The world of analytics technologies is proliferating – business intelligence, predictive analytics, prescriptive analytics, machine learning, data mining, statistical analysis, visual analytics. On top of this we have a similar proliferation of data technologies – in-memory columnar database, relational databases, Hadoop, Spark, noSQL, and so on. It is easy to lose sight of the one reason we might entertain this jungle of technologies and techniques. At the end of the day all we want to do is make better decisions. This whole array of technological wizardry has no other purpose than this, and yet we easily lose sight of this anchoring fact.
All decisions are made with imperfect information. We reduce the risk associated with a decision by gaining access to more relevant information, and the primary role of all business managers and leaders is to reduce risk. This applies just as much to the millions of operational decisions that might be made each day, through to the large strategic decisions, such as whether to enter a particular market or make an acquisition.
In an attempt to give some shape to the current orgy of technology, the concept of Decision Management has been developed. This says that the decision comes first, and the technology second. It is always going to be about decisions, no matter how elaborate and sophisticated the technology, so let’s use a methodology that focuses on decisions instead of getting lost in algorithms and charts. To this end various standards are developing, one of the most prominent being Decision Model and Notation (DMN). This provides the conceptual and diagrammatic tools to develop, maintain, document and implement decisions within the context of business processes. Suppliers such as FICO and IBM have been involved in its development, and slowly but surely the notion of Decision Management is gaining some ground. Decision Management Solutions, lead by James Taylor is probably the best known consulting firm in this field. Once an organization starts thinking about decisions, it automatically assumes a top down strategy. Acquiring technology and finding out what it can do, is a bottom up strategy that is often wasteful of resources – money, time and effort.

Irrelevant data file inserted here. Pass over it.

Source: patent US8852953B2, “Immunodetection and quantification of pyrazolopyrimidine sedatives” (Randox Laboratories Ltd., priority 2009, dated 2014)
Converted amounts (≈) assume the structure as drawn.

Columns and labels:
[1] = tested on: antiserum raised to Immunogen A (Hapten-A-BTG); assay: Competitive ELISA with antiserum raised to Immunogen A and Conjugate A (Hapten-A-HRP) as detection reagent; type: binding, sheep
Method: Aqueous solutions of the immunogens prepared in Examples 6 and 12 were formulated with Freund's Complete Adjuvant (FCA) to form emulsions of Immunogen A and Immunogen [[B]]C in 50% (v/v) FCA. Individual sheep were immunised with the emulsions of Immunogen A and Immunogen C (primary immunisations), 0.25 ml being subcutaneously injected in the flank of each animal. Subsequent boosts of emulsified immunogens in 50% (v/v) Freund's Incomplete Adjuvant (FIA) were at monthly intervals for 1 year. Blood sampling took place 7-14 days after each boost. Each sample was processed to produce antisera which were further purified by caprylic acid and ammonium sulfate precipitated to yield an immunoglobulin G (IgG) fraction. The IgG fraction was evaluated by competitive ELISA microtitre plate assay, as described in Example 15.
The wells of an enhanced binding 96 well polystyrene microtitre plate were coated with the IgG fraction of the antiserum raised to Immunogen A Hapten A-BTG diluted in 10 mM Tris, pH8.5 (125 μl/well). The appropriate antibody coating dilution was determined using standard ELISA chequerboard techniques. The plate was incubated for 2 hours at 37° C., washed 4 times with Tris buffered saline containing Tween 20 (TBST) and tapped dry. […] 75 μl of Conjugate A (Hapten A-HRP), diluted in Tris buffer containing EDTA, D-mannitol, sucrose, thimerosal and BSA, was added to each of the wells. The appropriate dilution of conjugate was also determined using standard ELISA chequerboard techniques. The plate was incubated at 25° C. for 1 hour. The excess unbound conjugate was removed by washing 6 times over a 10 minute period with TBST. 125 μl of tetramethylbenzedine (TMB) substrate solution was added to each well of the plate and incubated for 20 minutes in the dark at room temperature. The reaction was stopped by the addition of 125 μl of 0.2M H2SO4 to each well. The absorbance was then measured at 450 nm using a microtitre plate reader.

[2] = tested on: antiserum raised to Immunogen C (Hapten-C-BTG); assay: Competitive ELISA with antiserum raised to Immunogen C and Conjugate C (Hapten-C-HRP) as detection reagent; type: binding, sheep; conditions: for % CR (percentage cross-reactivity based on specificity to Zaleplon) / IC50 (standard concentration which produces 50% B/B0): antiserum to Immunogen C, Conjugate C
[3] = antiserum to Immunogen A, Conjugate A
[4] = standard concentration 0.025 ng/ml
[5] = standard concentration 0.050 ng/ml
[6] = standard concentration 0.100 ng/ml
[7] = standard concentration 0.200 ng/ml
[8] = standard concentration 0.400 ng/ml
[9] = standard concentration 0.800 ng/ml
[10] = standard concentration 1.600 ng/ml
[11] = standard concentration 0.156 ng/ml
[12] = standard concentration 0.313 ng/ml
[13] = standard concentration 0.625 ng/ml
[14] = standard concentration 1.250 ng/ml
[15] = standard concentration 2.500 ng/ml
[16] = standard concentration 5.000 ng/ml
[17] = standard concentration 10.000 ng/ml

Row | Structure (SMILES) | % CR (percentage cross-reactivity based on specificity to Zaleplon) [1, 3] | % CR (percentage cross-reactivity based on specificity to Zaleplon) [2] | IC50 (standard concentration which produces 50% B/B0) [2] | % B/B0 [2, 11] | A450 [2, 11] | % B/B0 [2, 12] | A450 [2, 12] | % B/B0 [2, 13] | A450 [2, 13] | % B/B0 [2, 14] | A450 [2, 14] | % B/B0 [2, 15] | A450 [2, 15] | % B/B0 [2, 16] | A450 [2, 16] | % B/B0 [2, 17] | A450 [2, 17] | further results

There is room for both top down and bottom up approaches to decision making. In a top down scenario we are implicitly saying that we know what we want to know, in order to make better decisions. The discipline of working in this way clears the fog of technology overload quite considerably. However, sometimes we want to know what we do not know, and this is where an exploratory approach to analytics can pay dividends. The two approaches are quite different. Top down is production oriented, whereas discovery is essentially R&D. Right now there is an overemphasis on the R&D role of analytics, and Decision Management is needed to correct the balance.
Looking forward, the tsunami that is rushing toward us is AI. The role of AI in business is to find solutions to problems (how to allocate resources for example) and make better decisions (optimize marketing spend say). If we do not acquire the skills associated with decision management, we can look forward to a business environment were intelligent agents run riot, and no one really understands whether the most pertinent decisions and problems are being addressed. It is quite common today for many organizations to have little or no documentation on their decision making processes – manual and automated. As a result businesses are deploying predictive models, optimized solutions, and now AI agents, that get lost in operational infrastructure. The net result is that managers lose knowledge of how the business is actually working. The solution is straightforward. Focus on decisions, and document the processes and technologies that are used to execute them. It’s less glamorous than the latest big data technology or whizz algorithm, but it is much more important.